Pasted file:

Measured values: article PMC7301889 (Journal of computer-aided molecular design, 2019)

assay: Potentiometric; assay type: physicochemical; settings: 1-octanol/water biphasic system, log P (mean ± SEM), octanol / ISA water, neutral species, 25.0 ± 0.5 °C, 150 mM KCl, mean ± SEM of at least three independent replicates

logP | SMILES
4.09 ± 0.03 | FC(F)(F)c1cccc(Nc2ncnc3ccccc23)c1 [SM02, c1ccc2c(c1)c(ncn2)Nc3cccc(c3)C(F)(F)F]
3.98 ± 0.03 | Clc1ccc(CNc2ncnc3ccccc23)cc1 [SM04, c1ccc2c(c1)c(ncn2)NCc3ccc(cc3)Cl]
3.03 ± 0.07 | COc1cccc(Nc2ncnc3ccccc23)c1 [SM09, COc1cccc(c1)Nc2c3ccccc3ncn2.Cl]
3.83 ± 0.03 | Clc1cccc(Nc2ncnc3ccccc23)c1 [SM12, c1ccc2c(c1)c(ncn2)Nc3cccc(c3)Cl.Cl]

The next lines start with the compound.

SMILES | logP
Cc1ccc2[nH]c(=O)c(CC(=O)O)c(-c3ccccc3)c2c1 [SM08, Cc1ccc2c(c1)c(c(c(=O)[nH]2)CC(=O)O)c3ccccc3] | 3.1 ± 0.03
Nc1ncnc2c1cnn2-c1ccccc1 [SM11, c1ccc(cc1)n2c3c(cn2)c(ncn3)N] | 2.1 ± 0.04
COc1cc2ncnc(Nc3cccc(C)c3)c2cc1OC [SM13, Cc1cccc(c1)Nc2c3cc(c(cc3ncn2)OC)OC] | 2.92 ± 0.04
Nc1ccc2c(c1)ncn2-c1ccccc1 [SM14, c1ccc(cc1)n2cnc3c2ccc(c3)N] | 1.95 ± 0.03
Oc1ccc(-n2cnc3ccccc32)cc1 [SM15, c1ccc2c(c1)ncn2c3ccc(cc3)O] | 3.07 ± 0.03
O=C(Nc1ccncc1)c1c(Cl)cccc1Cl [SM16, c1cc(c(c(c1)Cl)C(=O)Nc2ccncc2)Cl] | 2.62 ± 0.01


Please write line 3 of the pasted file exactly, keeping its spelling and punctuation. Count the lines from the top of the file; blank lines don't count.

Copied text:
logP | SMILES